Following a trial & error method, he was able to combine these different elements, Manuel Gagneux adds. “The first songs turned out to be awful”, he recalls and rolls his eyes. “But at some point I realised that it would be best if I opened the pieces with Spiritual Music, as it has a welcoming effect: You want to bop along, join in. Metal Music, on the other hand, is like a slap in the face, and you can give the music an enormous push with that.”

From a solo project to a band

Manuel Gagneux played all instruments himself, apart from the drums which he programmed, as he does not regard himself “as a gifted drummer”. He also recorded everything with his laptop and “a simple microphone” and engineered it. “I only used bad equipment, but that was also an advantage”, he grins.

What he probably means: The recordings really don’t sound perfect but it amplifies their authenticity. In order to be able to give a captivating performance during his coming tour, he has assembled a band with five musicians – and he’s already writing new material for it – his album is, after all, only 25 minutes long.

“There’s no two ways about it”

Before his career kicks off properly, Manuel Gagneux registered with SUISA. His parents had already told him early on that he ought to become a member. “I used to laugh it off. And my opinion of SUISA was ambivalent because some of the bands had told me that they would not be booked by clubs because they had to pay SUISA fees.”

His manager, David Burger of Reelmusic, had, however, warmly recommended that he become a member, because there’s simply no two ways about it. He has no expectations as of yet what benefits this could bring him for definite. “I am a new member and have therefore got no clue what I can expect.”

Tour dates in Switzerland and adjacent regions:
14 April 2017 Czar Fest Basel, 3 May 2017 Magnolia Milano, 4 May 2017 Usine Geneva; he has also planned some summer festival performances.

www.zealandardor.com, official website of Zeal & Ardor

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Basel-based musician Manuel Gagneux has caused quite an international stir with his utterly unusual style mix of his project Zeal & Ardor. The composer and artist of dual Swiss-American nationality has recently joined SUISA. Guest contribution by Markus Ganz

Manuel Gagneux: “New York forced me to be original”

New at SUISA: Basel-based Manuel Gagneux of Zeal & Ardor. (Photo: Matthias Willi)

Last year, Zeal & Ardor seemed to appear out of nowhere with their mix of gospel, slave song, blues and black metal. The renowned US-American magazine Rolling Stone wrote the following under the title “Best Metal Records of 2016 So Far”: None of this year’s songs sounded “as strange, unfathomable and wonderful” as “Devil Is Fine” by Zeal and Ardor. Said album will now be officially released globally, and international live performances will follow.

Broadly influenced style

It is not out of nowhere that...read more

“Nothing, nothing at all beats a well-written song”

The international success with Bonaparte is the current highlight of the long-term songwriter career of Tobias Jundt. He penned several hundred titles, spanning a wide stylistic variety, even for or together with other artists. Born in Berne, and now living in Berlin, the composer passes on his knowledge and experience as a guest lecturer at the Zürcher Hochschule der Künste (Zurich University of the Arts) in the subject “songwriting”. An interview with the SUISA member who has been nominated for the Grand Prix Musik in 2016 and performs with his new formation, Mule & Man, at the Festival Label Suisse in Lausanne.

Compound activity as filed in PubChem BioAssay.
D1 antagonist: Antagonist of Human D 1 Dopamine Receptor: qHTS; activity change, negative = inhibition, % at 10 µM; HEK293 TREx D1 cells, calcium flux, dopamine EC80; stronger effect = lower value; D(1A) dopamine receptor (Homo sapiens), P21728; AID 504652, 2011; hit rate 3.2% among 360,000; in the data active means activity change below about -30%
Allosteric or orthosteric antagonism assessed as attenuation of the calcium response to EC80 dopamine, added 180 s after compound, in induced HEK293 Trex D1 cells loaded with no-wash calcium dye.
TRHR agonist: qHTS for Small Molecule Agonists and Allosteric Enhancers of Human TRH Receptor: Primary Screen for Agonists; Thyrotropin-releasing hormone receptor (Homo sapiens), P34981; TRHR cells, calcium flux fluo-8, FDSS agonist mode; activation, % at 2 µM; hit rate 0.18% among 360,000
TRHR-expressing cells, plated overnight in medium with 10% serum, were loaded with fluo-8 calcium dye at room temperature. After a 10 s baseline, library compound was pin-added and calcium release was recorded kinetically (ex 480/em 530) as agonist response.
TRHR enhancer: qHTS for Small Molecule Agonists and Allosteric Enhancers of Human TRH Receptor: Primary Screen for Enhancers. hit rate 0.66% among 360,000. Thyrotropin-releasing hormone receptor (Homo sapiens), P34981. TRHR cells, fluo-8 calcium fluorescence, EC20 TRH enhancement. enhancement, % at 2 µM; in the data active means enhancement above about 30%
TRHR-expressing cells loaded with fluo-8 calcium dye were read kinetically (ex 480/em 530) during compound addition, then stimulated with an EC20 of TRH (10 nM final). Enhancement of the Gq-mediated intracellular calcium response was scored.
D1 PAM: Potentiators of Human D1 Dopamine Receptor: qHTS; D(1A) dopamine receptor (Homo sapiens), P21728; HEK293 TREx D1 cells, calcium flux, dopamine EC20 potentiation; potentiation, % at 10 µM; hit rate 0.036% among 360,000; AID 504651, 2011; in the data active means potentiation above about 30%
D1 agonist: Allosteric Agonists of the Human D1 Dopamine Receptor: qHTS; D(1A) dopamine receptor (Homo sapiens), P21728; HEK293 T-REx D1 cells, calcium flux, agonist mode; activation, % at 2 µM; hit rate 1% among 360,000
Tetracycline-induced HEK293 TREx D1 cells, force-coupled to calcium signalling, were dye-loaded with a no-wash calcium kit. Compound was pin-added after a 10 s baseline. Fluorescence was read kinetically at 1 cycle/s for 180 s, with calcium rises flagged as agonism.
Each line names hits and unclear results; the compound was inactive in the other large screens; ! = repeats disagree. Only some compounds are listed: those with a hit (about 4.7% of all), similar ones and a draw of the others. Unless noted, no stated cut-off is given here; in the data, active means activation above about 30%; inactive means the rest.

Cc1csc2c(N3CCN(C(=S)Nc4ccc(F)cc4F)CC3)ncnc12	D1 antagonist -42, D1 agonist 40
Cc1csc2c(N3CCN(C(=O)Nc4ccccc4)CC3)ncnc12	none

“Nothing, nothing at all beats a well-written song”

With his new project, Mule & Man, Tobias Jundt (lying down) can be enjoyed together with Kid Simius (standing up) during their live concert at Les Docks during the Festival Label Suisse on Saturday, 17 September 2016. (Photo: Melissa Jundt)

What does the nomination for the music award of the Federal Office of Culture (BAK)?
Tobias Jundt: I am, of course, honoured that my art is recognised and appreciated as such. Especially when you create something that is usually neither here nor there and thus cannot be squeezed into a pigeon-hole, it takes quite some time until you will be recognised as an artist with your own language. With such a huge variety on offer, it is basically impossible to compare or rate the creations of some with the works of others. But after 30 years as a songwriter, I am rather flattered that I am given the opportunity to be a representative of the cultural language of my country as one of the possible musical parts.

The BAK presents the music award 2016 in the run-up to the Festival Label Suisse. The Festival in Lausanne attracts mainly Swiss music from various genres to the stages over a three-day period. Access to the concerts is free. Why does Swiss music need a music award from the BAK and a Festival like the Label Suisse?
I think we should consider ourselves grateful to live in a country where the government takes time to honour the arts and luckily has the necessary change in the pocket to temporarily and considerably simplify the creativity of the prize winners with this award. All of the nominees would continue to relentlessly do what they do anyway, in order to face the high seas of life, even without the award. We should thankfully accept the fact that the BAK supports us with this and provides a silver-lined breeze for our sails.
Festivals are places where you can discover things. The audience discovers music bands, artists meet other artists, collaborations are forged and, somewhere, a Schwyzeroergeli fan falls in love with a Stockhausen follower. Festivals, do, however, never replace an artist’s concert experience a whole evening provides, but they are very important as events where expression can be exchanged and even collide. It is always the right choice to campaign for a broad and liberal-minded culture.

“You need stamina, a tireless will to attack and a stoic persistence when it comes to realise your artistic drive.”